By LESLIE COLLINS
January 30, 2013
“It’s been a bloody 24 hours in Kansas City,” Jackson County Prosecutor Jean Peters-Baker said during a Jan. 30 press conference.
Four people were murdered during the past 24 hours and about an hour before the press conference, Kansas City police were investigating another double homicide.
Kansas City Police Chief Darryl Forté said the city is sending a clear message to criminals that violence won’t be tolerated in Kansas City.
For decades, high homicide rates have plagued Kansas City, but officials are taking a new approach to addressing violent crime, Kansas City Mayor Sly James said.
The program is called Kansas City No Violence Alliance (KC NoVA) and this week, KCPD kicked off the program in a major way, targeting a small criminal social network that carries significant influence in the Historic Northeast area. KCPD, along with FBI agents, conducted Operation Clean Sweep Jan. 29 and 30 which focused on 360 individuals and included homicide suspects, those on probation or parole, prostitutes, juveniles and drug dealers. NoVA created the social networking map using information gathered from the criminal justice system.
Police arrested 17 individuals, some of whom were suspects in homicide cases. In addition, police cleared 49 warrants, filed 15 new charges and recovered 4.5 grams of cocaine, 200 pills and 224 grams of marijuana.
Forté said he agreed with the mayor that the violence in Kansas City is out of control and “it’s time to do something about it.”
One of the goals of NoVA is to offer social services to at-risk individuals within the social network to deter them from committing more serious crimes. NoVA hired a master social worker, who will assist the individuals with job skills training, transportation assistance, GED training, among others. The hope is that those individuals will then positively influence others in their social network. NoVA officials will meet with individuals associated with the sweep in the near future and are continuing to discuss the best way to encourage the at-risk individuals to take advantage of the social services. Faith-based and community organizations will also assist in positively influencing individuals.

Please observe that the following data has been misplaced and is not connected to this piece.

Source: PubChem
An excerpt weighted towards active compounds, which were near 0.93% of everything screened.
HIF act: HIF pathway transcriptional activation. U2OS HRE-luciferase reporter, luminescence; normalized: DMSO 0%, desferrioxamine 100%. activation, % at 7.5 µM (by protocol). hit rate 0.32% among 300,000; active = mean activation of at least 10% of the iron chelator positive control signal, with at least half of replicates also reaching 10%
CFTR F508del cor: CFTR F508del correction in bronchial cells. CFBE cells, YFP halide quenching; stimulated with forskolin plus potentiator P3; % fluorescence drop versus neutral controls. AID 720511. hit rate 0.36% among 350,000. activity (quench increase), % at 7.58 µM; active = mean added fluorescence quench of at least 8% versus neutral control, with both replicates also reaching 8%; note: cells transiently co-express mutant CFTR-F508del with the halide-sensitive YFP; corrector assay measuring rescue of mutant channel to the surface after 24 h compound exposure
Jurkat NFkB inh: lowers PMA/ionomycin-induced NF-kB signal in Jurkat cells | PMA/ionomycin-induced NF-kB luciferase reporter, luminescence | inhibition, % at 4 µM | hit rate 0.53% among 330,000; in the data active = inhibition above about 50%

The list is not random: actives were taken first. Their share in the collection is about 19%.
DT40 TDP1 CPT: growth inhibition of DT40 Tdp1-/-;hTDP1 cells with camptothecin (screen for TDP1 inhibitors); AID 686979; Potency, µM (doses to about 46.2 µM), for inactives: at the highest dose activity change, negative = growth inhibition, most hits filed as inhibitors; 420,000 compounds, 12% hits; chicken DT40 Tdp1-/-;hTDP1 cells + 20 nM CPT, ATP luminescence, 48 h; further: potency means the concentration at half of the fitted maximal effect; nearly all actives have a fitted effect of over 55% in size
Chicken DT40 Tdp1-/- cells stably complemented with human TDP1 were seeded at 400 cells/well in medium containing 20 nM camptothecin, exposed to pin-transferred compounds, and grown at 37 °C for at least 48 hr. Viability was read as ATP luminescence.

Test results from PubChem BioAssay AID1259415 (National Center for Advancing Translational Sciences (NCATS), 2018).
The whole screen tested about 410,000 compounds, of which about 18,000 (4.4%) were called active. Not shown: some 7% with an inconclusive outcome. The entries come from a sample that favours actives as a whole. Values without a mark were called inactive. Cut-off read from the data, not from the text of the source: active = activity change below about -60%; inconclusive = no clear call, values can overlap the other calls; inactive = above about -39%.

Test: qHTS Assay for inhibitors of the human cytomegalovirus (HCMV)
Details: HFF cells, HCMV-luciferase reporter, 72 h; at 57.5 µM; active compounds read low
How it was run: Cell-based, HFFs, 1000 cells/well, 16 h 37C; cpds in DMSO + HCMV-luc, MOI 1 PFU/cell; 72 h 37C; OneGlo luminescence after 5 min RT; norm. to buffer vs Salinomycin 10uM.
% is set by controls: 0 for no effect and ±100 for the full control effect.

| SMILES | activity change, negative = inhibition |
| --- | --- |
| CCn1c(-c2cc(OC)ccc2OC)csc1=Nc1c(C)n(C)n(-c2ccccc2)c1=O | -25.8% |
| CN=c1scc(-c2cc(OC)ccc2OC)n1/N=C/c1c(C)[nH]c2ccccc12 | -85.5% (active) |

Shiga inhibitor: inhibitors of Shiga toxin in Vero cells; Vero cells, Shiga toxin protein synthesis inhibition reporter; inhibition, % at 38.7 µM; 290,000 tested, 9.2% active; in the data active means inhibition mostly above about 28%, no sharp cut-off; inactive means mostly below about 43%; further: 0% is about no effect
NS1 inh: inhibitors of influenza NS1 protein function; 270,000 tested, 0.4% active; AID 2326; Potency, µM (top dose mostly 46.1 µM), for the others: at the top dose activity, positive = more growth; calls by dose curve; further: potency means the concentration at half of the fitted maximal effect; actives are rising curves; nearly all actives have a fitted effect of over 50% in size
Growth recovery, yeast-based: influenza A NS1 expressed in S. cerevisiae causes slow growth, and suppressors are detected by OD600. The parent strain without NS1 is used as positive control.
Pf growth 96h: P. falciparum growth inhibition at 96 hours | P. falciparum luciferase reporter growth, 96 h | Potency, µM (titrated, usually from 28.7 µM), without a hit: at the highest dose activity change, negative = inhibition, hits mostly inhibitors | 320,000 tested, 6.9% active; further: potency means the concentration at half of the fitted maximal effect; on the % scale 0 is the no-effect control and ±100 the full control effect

Forté stressed that NoVA is not like a “get rich quick scheme.” Results won’t happen overnight, he said. However, he said, “If we do nothing, we get nothing.”
Last year, Kansas City tallied 108 homicides; NoVA wants to drop that number to 80 within two years.
One aspect that sets NoVA apart from past programs is the “true collaboration” among a variety of entities, Peters-Baker said.
Those entities include KCPD, the Jackson County Prosecutor’s Office, the City of Kansas City Mayor’s Office, the Missouri Board of Probation and Parole, the University of Missouri-Kansas City, the U.S. Attorney and others.
U.S. Attorney Tammy Dickinson said she’s pledging her support and is dedicated to helping Kansas City curb its violence block by city block, one social group at a time, one neighborhood at a time.
The collaborated efforts will make a “meaningful difference” in Kansas City, Dickinson said.
James added that they want to help more individuals break away from the cycle of violence rather than just sending them to jail. However, it’s a tough love approach and individuals can decide to change or go to jail, he said.
“We’re going to wage a long war against slow motion mass murder that occurs in this city each year,” James said.
Look for a more in-depth story in this week’s print edition of Northeast News.